Human cytomegalovirus (CMV) remains a major cause of congenital disease in children as well as a significant opportunistic pathogen in immunocompromised individuals, causing acute and chronic disease consequences despite the use of antiviral drugs. CMV modulates host cell behavior during infection in ways that affects susceptibility to intrinsic cellular defense pathways. Programmed cell death (PCD), sensor-triggered interferon activation, and signaling cascades are all affected starting at early times during infection. Importantly, these have their greatest impact at late times that coincide with viral maturation. Our work has shown that CMV-encoded cell death suppressors and protein kinases interface with cellular fate pathways late in the course of viral replication. Cell death suppression and phosphorylation changes are hypothesized to control a specific viral program, termed cmvPCD to terminate the replication cycle. This revised project will investigate the events, process and control of maturation by CMV-encoded cell death suppressors and cell cycle dysregulation.
The first aim of proposed investigations will focus primarily on the dissection of an intrinsic, stress-related serine-dependent apoptosis-like pathway we discovered to be active in CMV-infected cells, evaluating the events that occur at mitochondria and downstream of mitochondria to drive cell death. Viral functions promote cell death, and these are active during the late phase of replication when levels of the cellular serine protease HtrA2/Omi increase. We will investigate the role of cell cycle and viral protein kinase triggers of death using infected cell-based assays in order to seek a link between these pathways.
The second aim will investigate the mechanism(s) through which this serine protease-dependent pathway is controlled by a betaherpesvirus-conserved viral mitochondrial-localized inhibitor of apoptosis (vMIA), the product of the human UL37x1 gene. We will identify critical viral and cellular targets of vMIA action, integrating previous evidence that this viral cell death suppressor requires an interaction with GADD45 family proteins for activity and that the anti-apoptotic family protein Bcl-xL is an associated player. We believe that the interplay between these viral and cellular proteins sustain cell viability through HtrA2/Omi activation in infected cells, suggesting a role in pathogenesis. This important topic will be studied as aim three, through studies in mice infected with murine CMV mutants that disrupt the functionally homologous gene (m38.5) or replace the murine CMV gene with the human CMV gene. Through these efforts we will gain a complete understanding of the processes that underlie control of programmed cell death in CMV replication in cells and in an intact animal host.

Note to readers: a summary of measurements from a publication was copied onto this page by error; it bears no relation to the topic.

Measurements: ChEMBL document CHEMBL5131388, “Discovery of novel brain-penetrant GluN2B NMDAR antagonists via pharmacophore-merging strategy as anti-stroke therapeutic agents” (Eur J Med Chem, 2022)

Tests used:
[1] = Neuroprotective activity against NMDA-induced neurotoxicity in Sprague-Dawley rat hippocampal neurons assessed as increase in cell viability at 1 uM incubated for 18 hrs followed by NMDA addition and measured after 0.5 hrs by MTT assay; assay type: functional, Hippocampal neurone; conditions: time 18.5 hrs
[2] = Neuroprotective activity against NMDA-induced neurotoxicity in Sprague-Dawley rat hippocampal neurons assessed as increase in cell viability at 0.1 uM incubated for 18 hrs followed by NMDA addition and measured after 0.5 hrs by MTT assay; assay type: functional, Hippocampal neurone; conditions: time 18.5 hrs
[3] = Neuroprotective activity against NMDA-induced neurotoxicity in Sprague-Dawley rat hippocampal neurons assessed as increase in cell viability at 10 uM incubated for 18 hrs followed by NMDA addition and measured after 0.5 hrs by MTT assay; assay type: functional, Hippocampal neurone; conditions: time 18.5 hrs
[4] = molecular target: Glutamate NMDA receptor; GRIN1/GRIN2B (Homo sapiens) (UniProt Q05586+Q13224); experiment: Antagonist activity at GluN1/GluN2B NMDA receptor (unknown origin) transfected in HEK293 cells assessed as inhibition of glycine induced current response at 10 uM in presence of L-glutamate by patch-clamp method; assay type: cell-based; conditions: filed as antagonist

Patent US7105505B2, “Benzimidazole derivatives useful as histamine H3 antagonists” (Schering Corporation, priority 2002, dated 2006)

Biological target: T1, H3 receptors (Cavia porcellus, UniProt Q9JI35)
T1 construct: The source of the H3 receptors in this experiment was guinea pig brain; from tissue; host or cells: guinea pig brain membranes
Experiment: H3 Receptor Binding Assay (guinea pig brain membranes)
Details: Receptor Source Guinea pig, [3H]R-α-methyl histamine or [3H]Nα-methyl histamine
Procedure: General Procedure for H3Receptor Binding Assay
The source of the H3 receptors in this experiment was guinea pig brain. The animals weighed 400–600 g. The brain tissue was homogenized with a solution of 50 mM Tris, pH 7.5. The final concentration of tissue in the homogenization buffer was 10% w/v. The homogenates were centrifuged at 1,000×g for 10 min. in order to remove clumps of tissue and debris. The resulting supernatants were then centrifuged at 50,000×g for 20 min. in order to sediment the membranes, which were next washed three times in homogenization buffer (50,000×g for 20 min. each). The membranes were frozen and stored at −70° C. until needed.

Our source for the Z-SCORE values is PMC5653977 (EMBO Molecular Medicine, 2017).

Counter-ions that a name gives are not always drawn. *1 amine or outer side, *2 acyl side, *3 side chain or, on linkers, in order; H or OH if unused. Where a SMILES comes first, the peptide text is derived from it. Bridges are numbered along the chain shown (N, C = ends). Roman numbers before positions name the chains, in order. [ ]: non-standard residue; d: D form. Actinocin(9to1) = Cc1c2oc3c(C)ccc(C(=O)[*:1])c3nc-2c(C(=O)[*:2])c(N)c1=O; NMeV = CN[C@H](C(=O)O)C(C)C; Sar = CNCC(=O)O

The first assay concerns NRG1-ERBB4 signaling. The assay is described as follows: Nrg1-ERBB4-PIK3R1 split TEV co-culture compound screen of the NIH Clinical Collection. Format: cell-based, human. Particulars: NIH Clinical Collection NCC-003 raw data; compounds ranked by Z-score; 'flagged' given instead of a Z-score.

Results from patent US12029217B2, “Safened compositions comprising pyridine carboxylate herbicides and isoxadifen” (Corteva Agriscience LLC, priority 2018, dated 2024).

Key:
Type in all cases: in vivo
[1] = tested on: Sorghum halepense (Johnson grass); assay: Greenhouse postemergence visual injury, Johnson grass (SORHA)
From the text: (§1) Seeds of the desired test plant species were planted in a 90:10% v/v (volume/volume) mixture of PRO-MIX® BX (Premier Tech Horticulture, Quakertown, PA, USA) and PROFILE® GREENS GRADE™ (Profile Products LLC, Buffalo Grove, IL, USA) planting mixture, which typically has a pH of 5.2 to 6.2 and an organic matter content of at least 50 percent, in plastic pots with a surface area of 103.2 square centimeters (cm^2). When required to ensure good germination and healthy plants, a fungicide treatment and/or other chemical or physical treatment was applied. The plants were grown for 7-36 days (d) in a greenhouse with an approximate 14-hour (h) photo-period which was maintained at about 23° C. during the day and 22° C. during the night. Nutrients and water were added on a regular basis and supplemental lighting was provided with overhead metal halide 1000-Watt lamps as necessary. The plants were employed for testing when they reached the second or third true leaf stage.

Public Health Relevance

Human cytomegalovirus (CMV) remains a major cause of congenital disease in children as well as a significant opportunistic pathogen in immunocompromised individuals, causing acute and chronic disease consequences despite the use of antiviral drugs. Virus-infected cells die in a proscribed way that relies on a novel host cell pathway triggered by a mitochondrial resident serine protease HtrA2/Omi and is controlled by the product of the viral UL37x1 gene, a powerful suppressor of cell death. This investigation will lead to a more complete understanding of the interplay of cellular and viral functions as determinants of cell fate.

National Institute of Health (NIH)
National Institute of Allergy and Infectious Diseases (NIAID)
Research Project (R01)
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Virology - A Study Section (VIRA)
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Beisel, Christopher E
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Emory University
Schools of Medicine
United States
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